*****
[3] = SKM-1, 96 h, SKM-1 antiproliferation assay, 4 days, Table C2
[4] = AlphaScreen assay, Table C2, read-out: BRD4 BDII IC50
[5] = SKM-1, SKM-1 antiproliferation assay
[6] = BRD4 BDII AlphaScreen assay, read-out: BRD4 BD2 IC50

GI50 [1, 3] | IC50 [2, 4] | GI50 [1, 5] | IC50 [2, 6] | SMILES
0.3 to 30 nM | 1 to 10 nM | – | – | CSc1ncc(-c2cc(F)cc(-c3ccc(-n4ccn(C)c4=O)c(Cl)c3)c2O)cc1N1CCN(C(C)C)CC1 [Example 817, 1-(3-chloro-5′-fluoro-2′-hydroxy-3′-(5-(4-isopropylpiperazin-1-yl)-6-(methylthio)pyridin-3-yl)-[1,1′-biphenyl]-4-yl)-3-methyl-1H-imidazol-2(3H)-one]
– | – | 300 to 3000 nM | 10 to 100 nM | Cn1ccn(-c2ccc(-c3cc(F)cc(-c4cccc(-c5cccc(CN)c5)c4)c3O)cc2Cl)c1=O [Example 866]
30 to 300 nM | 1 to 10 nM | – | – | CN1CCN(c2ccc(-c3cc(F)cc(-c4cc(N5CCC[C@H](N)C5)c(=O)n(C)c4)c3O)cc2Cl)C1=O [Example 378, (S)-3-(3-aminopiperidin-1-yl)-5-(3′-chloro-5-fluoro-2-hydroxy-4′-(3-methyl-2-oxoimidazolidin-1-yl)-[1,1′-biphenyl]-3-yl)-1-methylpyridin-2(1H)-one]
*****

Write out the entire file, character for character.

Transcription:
[3] = SKM-1, 96 h, SKM-1 antiproliferation assay, 4 days, Table C2
[4] = AlphaScreen assay, Table C2, read-out: BRD4 BDII IC50
[5] = SKM-1, SKM-1 antiproliferation assay
[6] = BRD4 BDII AlphaScreen assay, read-out: BRD4 BD2 IC50

GI50 [1, 3] | IC50 [2, 4] | GI50 [1, 5] | IC50 [2, 6] | SMILES
0.3 to 30 nM | 1 to 10 nM | – | – | CSc1ncc(-c2cc(F)cc(-c3ccc(-n4ccn(C)c4=O)c(Cl)c3)c2O)cc1N1CCN(C(C)C)CC1 [Example 817, 1-(3-chloro-5′-fluoro-2′-hydroxy-3′-(5-(4-isopropylpiperazin-1-yl)-6-(methylthio)pyridin-3-yl)-[1,1′-biphenyl]-4-yl)-3-methyl-1H-imidazol-2(3H)-one]
– | – | 300 to 3000 nM | 10 to 100 nM | Cn1ccn(-c2ccc(-c3cc(F)cc(-c4cccc(-c5cccc(CN)c5)c4)c3O)cc2Cl)c1=O [Example 866]
30 to 300 nM | 1 to 10 nM | – | – | CN1CCN(c2ccc(-c3cc(F)cc(-c4cc(N5CCC[C@H](N)C5)c(=O)n(C)c4)c3O)cc2Cl)C1=O [Example 378, (S)-3-(3-aminopiperidin-1-yl)-5-(3′-chloro-5-fluoro-2-hydroxy-4′-(3-methyl-2-oxoimidazolidin-1-yl)-[1,1′-biphenyl]-3-yl)-1-methylpyridin-2(1H)-one]